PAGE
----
The Southwark Integrated Waste Management facility has been announced the winner of an Award for Excellence, in the category of Innovation in Design of a Waste Management Facility.
The facility, which was built by VolkerFitzpatrick in conjunction with specialist technology contractors for clients Veolia Environmental Services and Southwark Council, was praised for its innovative approach both to sustainability and to the urban location in which it is set.
The facility is now operated by Veolia Environmental Services on behalf of Southwark Council. The awards were sponsored by Letsrecycle.com and hosted by TV broadcaster and journalist, Jon Snow, who maintains a strong interest in environmental matters.
Keith Maplethorpe, Development Director for VolkerFitzpatrick, said: "We are thrilled to be part of this award. This is an incredible project and we are immensely proud of what has been achieved at this site in terms of sustainable innovations and technological advancements. The waste sector is a key focus for our company and the success of this project proves our capabilities in the sector. This flagship facility in the heart of London will continue to divert thousands of tonnes of London's waste away from landfill for many years to come."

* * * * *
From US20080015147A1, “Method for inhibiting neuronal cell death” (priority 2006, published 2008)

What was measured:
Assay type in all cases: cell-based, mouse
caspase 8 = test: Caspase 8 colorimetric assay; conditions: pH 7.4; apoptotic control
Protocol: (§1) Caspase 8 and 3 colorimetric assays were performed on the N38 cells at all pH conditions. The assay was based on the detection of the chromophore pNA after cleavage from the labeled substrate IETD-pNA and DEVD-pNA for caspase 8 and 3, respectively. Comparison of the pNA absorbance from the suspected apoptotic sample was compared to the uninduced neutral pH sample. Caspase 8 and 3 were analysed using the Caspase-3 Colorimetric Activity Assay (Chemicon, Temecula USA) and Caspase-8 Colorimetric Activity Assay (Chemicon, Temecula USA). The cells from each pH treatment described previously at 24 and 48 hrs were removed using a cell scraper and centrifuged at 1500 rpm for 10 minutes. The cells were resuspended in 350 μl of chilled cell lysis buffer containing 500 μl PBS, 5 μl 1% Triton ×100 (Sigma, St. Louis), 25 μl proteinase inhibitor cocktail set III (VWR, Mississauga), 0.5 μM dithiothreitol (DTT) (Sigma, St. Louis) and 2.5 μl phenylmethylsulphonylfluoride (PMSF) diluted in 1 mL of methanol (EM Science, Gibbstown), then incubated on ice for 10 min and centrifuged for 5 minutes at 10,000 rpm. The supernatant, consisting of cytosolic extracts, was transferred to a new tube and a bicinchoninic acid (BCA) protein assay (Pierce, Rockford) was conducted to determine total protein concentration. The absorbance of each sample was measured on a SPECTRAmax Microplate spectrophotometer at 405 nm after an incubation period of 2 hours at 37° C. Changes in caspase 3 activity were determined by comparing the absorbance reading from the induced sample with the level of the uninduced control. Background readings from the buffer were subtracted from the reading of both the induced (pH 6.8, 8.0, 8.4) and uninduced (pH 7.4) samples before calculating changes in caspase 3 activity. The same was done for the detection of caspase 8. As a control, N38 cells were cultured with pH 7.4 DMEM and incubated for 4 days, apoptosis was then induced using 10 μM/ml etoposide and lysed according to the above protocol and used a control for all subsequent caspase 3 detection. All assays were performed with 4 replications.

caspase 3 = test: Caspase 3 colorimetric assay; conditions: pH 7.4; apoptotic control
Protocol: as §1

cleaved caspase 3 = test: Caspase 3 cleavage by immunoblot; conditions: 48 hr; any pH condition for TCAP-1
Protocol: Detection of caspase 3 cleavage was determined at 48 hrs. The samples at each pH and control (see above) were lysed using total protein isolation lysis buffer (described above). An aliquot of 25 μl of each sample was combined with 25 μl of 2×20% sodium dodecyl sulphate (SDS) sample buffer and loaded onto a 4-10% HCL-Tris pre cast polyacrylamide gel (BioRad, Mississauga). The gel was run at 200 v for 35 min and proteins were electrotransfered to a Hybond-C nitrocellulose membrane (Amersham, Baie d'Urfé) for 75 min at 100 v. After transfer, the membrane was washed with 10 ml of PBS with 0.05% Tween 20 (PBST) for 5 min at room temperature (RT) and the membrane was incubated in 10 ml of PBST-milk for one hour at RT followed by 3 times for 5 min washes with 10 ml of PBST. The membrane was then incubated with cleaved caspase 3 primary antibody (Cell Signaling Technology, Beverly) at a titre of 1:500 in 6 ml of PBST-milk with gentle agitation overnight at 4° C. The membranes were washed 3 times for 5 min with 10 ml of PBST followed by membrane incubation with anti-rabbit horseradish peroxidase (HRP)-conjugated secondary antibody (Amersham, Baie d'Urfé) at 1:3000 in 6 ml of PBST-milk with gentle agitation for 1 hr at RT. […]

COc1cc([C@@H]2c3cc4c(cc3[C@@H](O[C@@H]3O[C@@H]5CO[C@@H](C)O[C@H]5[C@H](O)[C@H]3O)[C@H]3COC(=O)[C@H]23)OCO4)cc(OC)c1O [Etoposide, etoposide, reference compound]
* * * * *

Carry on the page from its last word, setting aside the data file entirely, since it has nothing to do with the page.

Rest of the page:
Simon Bussell, Managing Director for Veolia Environmental Services in Southwark said: "This is a truly wonderful achievement for Veolia and our partners Southwark Council and VolkerFitzpatrick; we are delighted that the design of this state-of-the-art facility has been recognised. A great deal of thought, planning and hard work went into the creation of this integrated waste management facility; with our main goal being to impact as little as possible onto our neighbours. We are all very pleased to receive this award in recognition of this achievement."
• The facility's architecture is designed to sit discreetly in its surroundings; the exterior makes use of neutral colours and a pleasing curved roof structure.
• State-of-the-art technology is used to deal with recyclables and waste
• Operational entrances face away from nearby housing.
• Negative pressure within the facility to draws dust and odours back into the building for neutralisation and treatment.
• Quiet, rapid shutting fabric doors help to contain noise, dust and odours.
• Landscaping with 100 new trees and 10,000 new shrubs creates a ‘green' corridor to promote health and wellbeing.
The facility supports a full suite of waste treatment processes, from collection to recovery, offering maximised diversion from landfill, and a significantly lowered carbon footprint.